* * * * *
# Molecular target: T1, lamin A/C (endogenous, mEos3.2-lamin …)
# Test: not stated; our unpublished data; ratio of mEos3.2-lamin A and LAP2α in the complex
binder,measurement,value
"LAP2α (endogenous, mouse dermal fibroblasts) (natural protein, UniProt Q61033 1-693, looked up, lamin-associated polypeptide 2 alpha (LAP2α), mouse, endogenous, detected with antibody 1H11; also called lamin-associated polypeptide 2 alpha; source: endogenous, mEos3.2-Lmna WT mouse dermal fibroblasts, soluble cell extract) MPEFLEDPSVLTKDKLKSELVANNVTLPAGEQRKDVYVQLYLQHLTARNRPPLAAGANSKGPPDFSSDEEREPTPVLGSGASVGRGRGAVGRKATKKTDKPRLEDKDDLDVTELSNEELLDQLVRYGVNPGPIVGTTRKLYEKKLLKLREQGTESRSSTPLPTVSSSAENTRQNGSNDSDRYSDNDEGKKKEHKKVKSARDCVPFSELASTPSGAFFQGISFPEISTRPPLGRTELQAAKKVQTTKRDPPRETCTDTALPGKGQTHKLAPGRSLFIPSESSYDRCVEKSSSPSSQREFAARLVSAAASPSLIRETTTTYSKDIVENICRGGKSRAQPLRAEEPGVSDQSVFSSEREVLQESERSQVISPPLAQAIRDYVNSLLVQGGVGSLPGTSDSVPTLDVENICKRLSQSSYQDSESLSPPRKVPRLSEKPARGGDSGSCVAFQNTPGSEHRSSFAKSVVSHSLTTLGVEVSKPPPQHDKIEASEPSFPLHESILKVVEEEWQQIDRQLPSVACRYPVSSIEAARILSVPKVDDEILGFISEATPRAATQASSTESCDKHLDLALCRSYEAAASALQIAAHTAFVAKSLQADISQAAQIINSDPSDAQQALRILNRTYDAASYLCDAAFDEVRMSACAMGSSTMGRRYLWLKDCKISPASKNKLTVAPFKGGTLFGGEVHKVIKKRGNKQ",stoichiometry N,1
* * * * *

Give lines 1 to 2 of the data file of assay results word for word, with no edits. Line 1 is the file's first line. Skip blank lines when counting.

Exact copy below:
# Molecular target: T1, lamin A/C (endogenous, mEos3.2-lamin …)
# Test: not stated; our unpublished data; ratio of mEos3.2-lamin A and LAP2α in the complex